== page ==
In September 1995 I was invited by Herzog & de Meuron architects in Basel to join the team that was to develop their competition winning scheme selected at the beginning of 1995.
Following some months of uncertainty awaiting for Lottery funding, the transformation of the Bankside Power Station into the new TATE Gallery of Modern Art was secured in December 1995. From this time onwards the project gradually gathered momentum until December 1996 when the TATE team at H&deM in Basel moved to the site office at Bankside to complete the production information stage and monitor the construction work.
The area of responsibility that I was given to research and develop was the Art Galleries.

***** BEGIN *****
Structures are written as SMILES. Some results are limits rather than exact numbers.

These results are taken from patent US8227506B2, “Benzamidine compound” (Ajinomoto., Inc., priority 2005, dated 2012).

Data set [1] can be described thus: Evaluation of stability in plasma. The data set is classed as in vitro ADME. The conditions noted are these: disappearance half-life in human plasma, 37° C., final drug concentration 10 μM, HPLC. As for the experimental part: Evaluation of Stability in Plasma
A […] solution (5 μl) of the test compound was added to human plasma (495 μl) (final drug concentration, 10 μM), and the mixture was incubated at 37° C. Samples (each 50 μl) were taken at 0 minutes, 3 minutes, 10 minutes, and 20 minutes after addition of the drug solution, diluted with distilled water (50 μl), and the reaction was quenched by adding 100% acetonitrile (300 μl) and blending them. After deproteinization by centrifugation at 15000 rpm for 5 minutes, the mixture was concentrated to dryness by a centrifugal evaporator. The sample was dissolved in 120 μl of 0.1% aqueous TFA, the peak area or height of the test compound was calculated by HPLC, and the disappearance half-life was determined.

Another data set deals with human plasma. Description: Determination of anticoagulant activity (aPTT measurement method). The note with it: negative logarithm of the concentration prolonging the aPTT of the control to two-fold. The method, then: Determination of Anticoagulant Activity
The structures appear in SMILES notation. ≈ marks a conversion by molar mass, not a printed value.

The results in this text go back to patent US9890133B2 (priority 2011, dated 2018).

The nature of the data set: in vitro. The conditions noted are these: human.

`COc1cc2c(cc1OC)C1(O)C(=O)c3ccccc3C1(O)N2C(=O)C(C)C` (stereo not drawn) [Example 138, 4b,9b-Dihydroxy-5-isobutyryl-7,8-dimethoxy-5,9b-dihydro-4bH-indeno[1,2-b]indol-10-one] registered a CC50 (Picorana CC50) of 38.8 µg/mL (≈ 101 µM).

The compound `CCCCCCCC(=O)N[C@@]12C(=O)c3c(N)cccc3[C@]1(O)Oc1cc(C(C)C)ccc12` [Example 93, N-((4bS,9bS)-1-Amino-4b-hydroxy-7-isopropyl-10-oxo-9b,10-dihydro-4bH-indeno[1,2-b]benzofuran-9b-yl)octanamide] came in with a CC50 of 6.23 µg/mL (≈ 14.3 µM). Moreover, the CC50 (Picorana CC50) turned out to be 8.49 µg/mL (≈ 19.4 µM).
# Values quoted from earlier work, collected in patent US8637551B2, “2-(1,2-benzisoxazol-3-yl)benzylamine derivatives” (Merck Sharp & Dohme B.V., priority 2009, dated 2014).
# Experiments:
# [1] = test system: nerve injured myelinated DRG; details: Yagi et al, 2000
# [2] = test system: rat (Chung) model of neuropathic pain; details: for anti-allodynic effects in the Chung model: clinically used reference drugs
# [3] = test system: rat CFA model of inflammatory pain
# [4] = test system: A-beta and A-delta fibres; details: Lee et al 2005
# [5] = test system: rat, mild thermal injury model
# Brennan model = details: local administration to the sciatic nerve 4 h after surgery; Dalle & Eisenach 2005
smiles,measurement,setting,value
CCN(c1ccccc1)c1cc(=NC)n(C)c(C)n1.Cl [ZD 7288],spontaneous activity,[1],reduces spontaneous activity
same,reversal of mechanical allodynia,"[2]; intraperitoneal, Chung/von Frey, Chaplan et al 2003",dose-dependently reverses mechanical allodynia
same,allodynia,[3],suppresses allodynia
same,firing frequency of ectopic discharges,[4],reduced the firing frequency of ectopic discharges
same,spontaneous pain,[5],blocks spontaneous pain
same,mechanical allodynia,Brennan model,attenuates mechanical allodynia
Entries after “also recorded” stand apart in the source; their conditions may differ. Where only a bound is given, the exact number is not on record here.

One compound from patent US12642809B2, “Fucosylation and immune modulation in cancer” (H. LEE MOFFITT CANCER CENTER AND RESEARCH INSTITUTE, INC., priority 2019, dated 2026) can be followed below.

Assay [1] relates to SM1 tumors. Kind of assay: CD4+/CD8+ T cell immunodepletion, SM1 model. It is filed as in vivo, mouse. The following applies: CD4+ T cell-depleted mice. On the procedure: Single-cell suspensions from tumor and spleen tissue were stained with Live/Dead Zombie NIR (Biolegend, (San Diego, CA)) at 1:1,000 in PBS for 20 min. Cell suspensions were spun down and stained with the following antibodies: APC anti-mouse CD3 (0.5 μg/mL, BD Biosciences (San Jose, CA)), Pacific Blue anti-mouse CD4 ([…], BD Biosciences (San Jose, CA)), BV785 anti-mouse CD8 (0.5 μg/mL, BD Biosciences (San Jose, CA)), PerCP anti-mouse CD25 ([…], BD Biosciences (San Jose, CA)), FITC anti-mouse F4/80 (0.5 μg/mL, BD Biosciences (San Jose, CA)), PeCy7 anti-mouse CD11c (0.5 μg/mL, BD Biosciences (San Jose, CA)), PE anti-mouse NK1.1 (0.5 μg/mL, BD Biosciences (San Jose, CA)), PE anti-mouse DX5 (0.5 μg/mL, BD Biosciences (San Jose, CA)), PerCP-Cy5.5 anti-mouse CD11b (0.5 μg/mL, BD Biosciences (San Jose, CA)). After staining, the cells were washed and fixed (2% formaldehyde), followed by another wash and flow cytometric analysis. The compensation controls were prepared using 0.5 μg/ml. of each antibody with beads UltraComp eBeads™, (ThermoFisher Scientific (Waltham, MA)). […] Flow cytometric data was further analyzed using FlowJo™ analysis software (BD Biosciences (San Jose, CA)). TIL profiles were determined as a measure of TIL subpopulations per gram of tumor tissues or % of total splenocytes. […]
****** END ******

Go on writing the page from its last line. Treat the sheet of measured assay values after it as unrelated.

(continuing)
The level 3 on the west side is the location of the permanent XX century art collection and the temporary exhibition galleries on the east side.
The layouts were gradually developed in a continuous process of discussion with the directors of the TATE Gallery and the team of engineers from Ove Arup & Partners to find the right balance between permanent and provisional spaces that allows the maximum degree of flexibility for the different curatorial strategies that contemporary galleries require.
Herzog & de Meuron previous experience in the resolution of contemporary spaces for art determined the generic concept of a mute box, where all the necessary technology should be reduced to its minimum expression in order to let the space be activated by the works of art and not by the architectural elements.
TATE Gallery of Modern Art, Bankside Power Station